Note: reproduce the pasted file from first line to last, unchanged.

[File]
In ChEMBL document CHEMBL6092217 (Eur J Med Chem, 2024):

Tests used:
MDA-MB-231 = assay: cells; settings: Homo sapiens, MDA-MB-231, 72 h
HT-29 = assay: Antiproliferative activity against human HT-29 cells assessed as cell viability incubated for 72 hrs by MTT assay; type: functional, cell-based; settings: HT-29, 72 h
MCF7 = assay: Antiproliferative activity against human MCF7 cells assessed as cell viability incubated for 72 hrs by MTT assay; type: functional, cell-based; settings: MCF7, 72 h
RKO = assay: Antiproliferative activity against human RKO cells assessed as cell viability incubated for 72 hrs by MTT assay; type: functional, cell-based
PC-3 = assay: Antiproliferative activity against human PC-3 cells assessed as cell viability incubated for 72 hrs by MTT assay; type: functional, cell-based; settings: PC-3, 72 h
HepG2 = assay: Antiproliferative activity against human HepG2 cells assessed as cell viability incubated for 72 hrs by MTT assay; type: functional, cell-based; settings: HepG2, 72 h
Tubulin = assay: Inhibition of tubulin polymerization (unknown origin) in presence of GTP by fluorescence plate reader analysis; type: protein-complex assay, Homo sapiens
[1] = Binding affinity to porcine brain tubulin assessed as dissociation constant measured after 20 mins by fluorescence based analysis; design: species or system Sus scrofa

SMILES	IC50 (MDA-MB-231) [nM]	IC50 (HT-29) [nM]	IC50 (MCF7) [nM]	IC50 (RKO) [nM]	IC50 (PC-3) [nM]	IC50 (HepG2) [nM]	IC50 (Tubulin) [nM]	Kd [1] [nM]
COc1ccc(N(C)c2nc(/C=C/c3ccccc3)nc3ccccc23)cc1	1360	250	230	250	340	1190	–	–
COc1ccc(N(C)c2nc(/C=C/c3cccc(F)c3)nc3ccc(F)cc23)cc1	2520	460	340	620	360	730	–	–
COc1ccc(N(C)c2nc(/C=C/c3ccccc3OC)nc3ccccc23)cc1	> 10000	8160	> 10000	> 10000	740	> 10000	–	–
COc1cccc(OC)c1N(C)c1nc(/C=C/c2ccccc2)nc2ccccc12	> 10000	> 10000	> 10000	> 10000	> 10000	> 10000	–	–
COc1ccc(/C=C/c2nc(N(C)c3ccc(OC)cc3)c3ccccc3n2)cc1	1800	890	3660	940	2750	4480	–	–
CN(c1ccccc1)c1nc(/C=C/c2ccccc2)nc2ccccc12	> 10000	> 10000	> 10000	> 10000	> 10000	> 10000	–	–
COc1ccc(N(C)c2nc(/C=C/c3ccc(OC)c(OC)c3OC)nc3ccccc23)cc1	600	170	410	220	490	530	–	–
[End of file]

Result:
In ChEMBL document CHEMBL6092217 (Eur J Med Chem, 2024):

Tests used:
MDA-MB-231 = assay: cells; settings: Homo sapiens, MDA-MB-231, 72 h
HT-29 = assay: Antiproliferative activity against human HT-29 cells assessed as cell viability incubated for 72 hrs by MTT assay; type: functional, cell-based; settings: HT-29, 72 h
MCF7 = assay: Antiproliferative activity against human MCF7 cells assessed as cell viability incubated for 72 hrs by MTT assay; type: functional, cell-based; settings: MCF7, 72 h
RKO = assay: Antiproliferative activity against human RKO cells assessed as cell viability incubated for 72 hrs by MTT assay; type: functional, cell-based
PC-3 = assay: Antiproliferative activity against human PC-3 cells assessed as cell viability incubated for 72 hrs by MTT assay; type: functional, cell-based; settings: PC-3, 72 h
HepG2 = assay: Antiproliferative activity against human HepG2 cells assessed as cell viability incubated for 72 hrs by MTT assay; type: functional, cell-based; settings: HepG2, 72 h
Tubulin = assay: Inhibition of tubulin polymerization (unknown origin) in presence of GTP by fluorescence plate reader analysis; type: protein-complex assay, Homo sapiens
[1] = Binding affinity to porcine brain tubulin assessed as dissociation constant measured after 20 mins by fluorescence based analysis; design: species or system Sus scrofa

SMILES	IC50 (MDA-MB-231) [nM]	IC50 (HT-29) [nM]	IC50 (MCF7) [nM]	IC50 (RKO) [nM]	IC50 (PC-3) [nM]	IC50 (HepG2) [nM]	IC50 (Tubulin) [nM]	Kd [1] [nM]
COc1ccc(N(C)c2nc(/C=C/c3ccccc3)nc3ccccc23)cc1	1360	250	230	250	340	1190	–	–
COc1ccc(N(C)c2nc(/C=C/c3cccc(F)c3)nc3ccc(F)cc23)cc1	2520	460	340	620	360	730	–	–
COc1ccc(N(C)c2nc(/C=C/c3ccccc3OC)nc3ccccc23)cc1	> 10000	8160	> 10000	> 10000	740	> 10000	–	–
COc1cccc(OC)c1N(C)c1nc(/C=C/c2ccccc2)nc2ccccc12	> 10000	> 10000	> 10000	> 10000	> 10000	> 10000	–	–
COc1ccc(/C=C/c2nc(N(C)c3ccc(OC)cc3)c3ccccc3n2)cc1	1800	890	3660	940	2750	4480	–	–
CN(c1ccccc1)c1nc(/C=C/c2ccccc2)nc2ccccc12	> 10000	> 10000	> 10000	> 10000	> 10000	> 10000	–	–
COc1ccc(N(C)c2nc(/C=C/c3ccc(OC)c(OC)c3OC)nc3ccccc23)cc1	600	170	410	220	490	530	–	–